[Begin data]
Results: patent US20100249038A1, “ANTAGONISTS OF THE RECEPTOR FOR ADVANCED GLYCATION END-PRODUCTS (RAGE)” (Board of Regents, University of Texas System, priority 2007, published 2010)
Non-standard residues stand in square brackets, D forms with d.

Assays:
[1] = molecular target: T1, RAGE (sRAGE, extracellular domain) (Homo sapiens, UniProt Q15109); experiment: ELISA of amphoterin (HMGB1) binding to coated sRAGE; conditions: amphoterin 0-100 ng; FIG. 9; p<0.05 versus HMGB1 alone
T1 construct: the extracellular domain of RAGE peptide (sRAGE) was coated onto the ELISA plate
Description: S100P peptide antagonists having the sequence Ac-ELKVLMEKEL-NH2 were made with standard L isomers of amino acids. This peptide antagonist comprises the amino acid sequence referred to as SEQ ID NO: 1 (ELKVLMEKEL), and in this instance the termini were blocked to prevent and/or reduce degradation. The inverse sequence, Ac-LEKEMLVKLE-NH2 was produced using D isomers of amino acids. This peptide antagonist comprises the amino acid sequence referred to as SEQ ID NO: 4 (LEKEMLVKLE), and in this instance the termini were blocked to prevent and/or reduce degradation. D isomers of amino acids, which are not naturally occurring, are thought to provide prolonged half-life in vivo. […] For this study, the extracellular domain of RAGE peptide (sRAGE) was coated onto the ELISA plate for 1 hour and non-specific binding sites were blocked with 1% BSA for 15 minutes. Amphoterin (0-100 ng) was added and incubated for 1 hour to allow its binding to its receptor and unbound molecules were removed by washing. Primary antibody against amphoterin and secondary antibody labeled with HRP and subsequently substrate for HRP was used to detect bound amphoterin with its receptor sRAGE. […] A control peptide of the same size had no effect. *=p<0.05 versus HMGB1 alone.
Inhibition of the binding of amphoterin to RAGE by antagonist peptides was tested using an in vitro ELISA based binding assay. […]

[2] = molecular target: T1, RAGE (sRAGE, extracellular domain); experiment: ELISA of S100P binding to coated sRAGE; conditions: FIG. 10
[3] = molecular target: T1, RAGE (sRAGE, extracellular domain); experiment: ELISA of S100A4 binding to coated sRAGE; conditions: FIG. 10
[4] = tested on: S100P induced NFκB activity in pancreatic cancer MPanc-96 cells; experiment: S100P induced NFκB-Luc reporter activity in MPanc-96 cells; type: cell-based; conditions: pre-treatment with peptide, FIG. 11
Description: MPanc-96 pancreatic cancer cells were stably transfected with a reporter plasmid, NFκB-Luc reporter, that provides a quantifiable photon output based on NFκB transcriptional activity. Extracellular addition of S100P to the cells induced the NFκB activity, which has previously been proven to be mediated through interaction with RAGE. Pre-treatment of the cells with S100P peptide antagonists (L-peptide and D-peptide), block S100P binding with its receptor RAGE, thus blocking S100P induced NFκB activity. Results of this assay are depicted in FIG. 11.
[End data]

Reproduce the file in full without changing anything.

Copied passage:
Results: patent US20100249038A1, “ANTAGONISTS OF THE RECEPTOR FOR ADVANCED GLYCATION END-PRODUCTS (RAGE)” (Board of Regents, University of Texas System, priority 2007, published 2010)
Non-standard residues stand in square brackets, D forms with d.

Assays:
[1] = molecular target: T1, RAGE (sRAGE, extracellular domain) (Homo sapiens, UniProt Q15109); experiment: ELISA of amphoterin (HMGB1) binding to coated sRAGE; conditions: amphoterin 0-100 ng; FIG. 9; p<0.05 versus HMGB1 alone
T1 construct: the extracellular domain of RAGE peptide (sRAGE) was coated onto the ELISA plate
Description: S100P peptide antagonists having the sequence Ac-ELKVLMEKEL-NH2 were made with standard L isomers of amino acids. This peptide antagonist comprises the amino acid sequence referred to as SEQ ID NO: 1 (ELKVLMEKEL), and in this instance the termini were blocked to prevent and/or reduce degradation. The inverse sequence, Ac-LEKEMLVKLE-NH2 was produced using D isomers of amino acids. This peptide antagonist comprises the amino acid sequence referred to as SEQ ID NO: 4 (LEKEMLVKLE), and in this instance the termini were blocked to prevent and/or reduce degradation. D isomers of amino acids, which are not naturally occurring, are thought to provide prolonged half-life in vivo. […] For this study, the extracellular domain of RAGE peptide (sRAGE) was coated onto the ELISA plate for 1 hour and non-specific binding sites were blocked with 1% BSA for 15 minutes. Amphoterin (0-100 ng) was added and incubated for 1 hour to allow its binding to its receptor and unbound molecules were removed by washing. Primary antibody against amphoterin and secondary antibody labeled with HRP and subsequently substrate for HRP was used to detect bound amphoterin with its receptor sRAGE. […] A control peptide of the same size had no effect. *=p<0.05 versus HMGB1 alone.
Inhibition of the binding of amphoterin to RAGE by antagonist peptides was tested using an in vitro ELISA based binding assay. […]

[2] = molecular target: T1, RAGE (sRAGE, extracellular domain); experiment: ELISA of S100P binding to coated sRAGE; conditions: FIG. 10
[3] = molecular target: T1, RAGE (sRAGE, extracellular domain); experiment: ELISA of S100A4 binding to coated sRAGE; conditions: FIG. 10
[4] = tested on: S100P induced NFκB activity in pancreatic cancer MPanc-96 cells; experiment: S100P induced NFκB-Luc reporter activity in MPanc-96 cells; type: cell-based; conditions: pre-treatment with peptide, FIG. 11
Description: MPanc-96 pancreatic cancer cells were stably transfected with a reporter plasmid, NFκB-Luc reporter, that provides a quantifiable photon output based on NFκB transcriptional activity. Extracellular addition of S100P to the cells induced the NFκB activity, which has previously been proven to be mediated through interaction with RAGE. Pre-treatment of the cells with S100P peptide antagonists (L-peptide and D-peptide), block S100P binding with its receptor RAGE, thus blocking S100P induced NFκB activity. Results of this assay are depicted in FIG. 11.